CNBC’s John Carney has been banging the muni crisis drums pretty loud, siding generally with Team Whitney over Team Everyone Else on this important debate.
In his latest piece, he argues that just like with other markets gone haywire — there’s been a massive levering up in munis over the past several years.
The size of muni debt grew from $1.4 trillion in 2000 to something like $2.7 trillion today. That growth really isn’t that much more modest than the growth of home mortgage debt from $6.7 trillion in 2000 to the 2008 peak of $14.6 trillion.
The pace of issuance expanded as well. In 2000, only about $200.9 billion of new muni bonds were issued. By 2007, $424 billion were issued. Last year, $430 billion were issued.
The revenues of the states and local governments didn’t expand at a pace to match the pace of debt accumulation. State and local government revenues expanded from $1.3 trillion in 2000 to just $1.9 trillion in 2008. Each dollar collected by the states in 2000 supported $1.07 of debt. By 2008, that number had grown to $1.26. In short, the states were increasing their leverage during the boom years of the decade.
The situation got even worse following the financial crisis. Tax revenues declined while states refused to reign in spending. As a result, leverage climbed so that by 2009, the last year for which complete data is available, each dollar of revenue was supporting $1.35 of debt.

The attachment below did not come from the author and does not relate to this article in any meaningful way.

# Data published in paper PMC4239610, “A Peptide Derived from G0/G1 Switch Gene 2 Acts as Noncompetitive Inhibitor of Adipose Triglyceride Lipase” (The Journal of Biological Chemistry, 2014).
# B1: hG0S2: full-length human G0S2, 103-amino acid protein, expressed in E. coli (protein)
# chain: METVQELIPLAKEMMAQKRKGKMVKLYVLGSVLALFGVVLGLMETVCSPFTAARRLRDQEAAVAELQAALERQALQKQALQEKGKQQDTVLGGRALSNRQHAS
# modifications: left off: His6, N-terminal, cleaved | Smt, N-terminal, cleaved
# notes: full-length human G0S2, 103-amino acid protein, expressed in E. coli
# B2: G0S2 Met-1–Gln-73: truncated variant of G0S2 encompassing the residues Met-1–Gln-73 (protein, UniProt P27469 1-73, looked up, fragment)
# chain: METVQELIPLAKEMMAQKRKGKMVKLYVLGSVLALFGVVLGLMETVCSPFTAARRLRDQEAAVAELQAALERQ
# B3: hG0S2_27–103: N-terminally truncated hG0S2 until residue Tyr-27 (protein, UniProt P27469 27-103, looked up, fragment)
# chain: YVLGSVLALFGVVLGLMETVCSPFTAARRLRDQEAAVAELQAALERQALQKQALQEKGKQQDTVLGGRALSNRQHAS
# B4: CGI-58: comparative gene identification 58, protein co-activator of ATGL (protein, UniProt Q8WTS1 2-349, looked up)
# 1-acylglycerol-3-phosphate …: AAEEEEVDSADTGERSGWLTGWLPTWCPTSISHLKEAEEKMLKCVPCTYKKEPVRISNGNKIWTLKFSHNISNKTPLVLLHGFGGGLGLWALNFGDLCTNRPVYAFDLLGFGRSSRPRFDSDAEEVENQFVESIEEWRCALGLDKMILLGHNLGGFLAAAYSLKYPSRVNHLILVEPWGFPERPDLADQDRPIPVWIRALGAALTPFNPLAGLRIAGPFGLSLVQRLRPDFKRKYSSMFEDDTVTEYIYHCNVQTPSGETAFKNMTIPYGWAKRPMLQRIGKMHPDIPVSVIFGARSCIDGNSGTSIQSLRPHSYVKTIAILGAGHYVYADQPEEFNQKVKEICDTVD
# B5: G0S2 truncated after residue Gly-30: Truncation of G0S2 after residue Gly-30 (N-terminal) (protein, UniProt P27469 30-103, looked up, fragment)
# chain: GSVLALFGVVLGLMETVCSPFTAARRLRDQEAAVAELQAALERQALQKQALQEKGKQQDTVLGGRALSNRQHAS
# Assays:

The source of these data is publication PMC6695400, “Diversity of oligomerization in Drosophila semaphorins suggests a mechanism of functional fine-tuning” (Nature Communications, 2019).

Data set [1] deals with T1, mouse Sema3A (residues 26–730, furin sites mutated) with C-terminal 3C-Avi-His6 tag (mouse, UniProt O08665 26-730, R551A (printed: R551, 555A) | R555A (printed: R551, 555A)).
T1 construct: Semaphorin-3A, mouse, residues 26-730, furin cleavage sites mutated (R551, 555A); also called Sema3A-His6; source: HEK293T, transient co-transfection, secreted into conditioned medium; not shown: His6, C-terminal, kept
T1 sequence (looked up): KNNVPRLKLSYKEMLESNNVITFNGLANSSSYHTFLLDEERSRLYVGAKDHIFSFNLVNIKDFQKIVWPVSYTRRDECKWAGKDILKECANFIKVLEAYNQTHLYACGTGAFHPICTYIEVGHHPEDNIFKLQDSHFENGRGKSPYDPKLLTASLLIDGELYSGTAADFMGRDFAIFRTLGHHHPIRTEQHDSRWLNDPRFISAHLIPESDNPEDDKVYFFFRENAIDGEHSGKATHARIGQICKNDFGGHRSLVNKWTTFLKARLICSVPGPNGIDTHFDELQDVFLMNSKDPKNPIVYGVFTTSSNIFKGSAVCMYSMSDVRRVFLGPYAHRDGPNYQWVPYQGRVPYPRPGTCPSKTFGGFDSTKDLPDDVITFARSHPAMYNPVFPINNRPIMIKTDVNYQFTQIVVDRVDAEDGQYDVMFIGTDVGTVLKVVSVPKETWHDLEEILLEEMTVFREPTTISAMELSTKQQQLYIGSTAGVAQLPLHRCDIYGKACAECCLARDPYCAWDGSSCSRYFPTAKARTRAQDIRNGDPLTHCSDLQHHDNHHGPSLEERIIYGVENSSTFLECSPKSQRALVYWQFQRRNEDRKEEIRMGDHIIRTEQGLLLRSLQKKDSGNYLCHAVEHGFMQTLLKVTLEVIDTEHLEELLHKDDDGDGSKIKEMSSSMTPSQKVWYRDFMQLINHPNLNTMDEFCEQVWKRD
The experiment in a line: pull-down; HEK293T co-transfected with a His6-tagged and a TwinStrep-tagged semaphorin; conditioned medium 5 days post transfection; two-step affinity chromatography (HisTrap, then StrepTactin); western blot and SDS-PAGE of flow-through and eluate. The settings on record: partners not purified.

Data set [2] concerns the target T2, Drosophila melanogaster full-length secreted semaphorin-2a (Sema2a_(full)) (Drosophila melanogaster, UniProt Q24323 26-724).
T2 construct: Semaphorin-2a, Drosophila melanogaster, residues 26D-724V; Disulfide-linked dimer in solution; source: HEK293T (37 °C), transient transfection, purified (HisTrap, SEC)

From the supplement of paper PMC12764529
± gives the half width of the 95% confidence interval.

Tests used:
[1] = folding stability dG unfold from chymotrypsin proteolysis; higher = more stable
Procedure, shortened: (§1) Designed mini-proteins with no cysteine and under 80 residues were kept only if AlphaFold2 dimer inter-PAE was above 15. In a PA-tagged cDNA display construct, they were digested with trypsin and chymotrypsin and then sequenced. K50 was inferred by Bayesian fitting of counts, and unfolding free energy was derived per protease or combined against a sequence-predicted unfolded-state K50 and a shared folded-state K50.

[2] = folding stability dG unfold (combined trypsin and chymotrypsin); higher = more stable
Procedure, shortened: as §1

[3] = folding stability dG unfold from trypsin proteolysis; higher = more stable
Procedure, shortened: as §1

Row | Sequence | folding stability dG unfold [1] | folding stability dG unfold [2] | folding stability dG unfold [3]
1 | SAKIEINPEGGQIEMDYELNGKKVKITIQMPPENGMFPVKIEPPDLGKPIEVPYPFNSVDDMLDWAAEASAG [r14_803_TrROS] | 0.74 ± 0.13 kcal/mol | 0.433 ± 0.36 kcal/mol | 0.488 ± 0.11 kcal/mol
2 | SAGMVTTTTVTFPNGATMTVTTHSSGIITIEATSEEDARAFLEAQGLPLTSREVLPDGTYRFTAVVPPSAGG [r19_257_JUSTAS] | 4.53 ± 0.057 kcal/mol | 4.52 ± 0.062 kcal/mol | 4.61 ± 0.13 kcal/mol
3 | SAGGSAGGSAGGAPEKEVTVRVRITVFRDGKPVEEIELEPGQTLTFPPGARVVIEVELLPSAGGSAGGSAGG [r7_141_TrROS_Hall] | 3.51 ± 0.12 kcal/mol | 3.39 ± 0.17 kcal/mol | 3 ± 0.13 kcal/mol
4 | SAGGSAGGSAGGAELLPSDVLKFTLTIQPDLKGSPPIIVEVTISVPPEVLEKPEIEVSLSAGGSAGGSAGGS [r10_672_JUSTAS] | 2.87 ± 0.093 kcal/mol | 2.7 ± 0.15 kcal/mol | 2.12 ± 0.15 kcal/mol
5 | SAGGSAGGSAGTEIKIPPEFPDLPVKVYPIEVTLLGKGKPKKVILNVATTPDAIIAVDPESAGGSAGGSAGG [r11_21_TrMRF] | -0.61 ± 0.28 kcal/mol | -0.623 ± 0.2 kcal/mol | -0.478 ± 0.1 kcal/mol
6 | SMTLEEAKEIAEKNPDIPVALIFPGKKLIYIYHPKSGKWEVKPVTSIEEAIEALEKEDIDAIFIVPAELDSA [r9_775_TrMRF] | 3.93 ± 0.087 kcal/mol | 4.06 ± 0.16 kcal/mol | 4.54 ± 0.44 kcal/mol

He goes to note than in 2000, half of all US states had fully funded pensions, but that now that number has dwindled to 4.
Figured out the problem yet?
As evidence that states have been recklessly levering up, he’s comparing them always to 2000, a year so bubblicious that even the Federal Government was running a surplus.. Here’s an LA Times piece form November 16, 2000 remarking on the amazing surplus in California. That’s how out abnormal tax collections were!
Last year the centre on Budget Policies And Priorities put out a report arguing that the scale of the muni debt was in line with historical levels.
Their argument — which we broke down here — jibe with what Carney is saying, that 2000 was an unusually light year for muni debt outstanding as a percentage of GDP. Sure, we’re higher than that now, but still well within range.
Bottom line. It’s easy to make the current situation look bad if you compare it to the biggest bubble year of all time, but this doesn’t prove that from a historical perspective, things have gotten all that bad.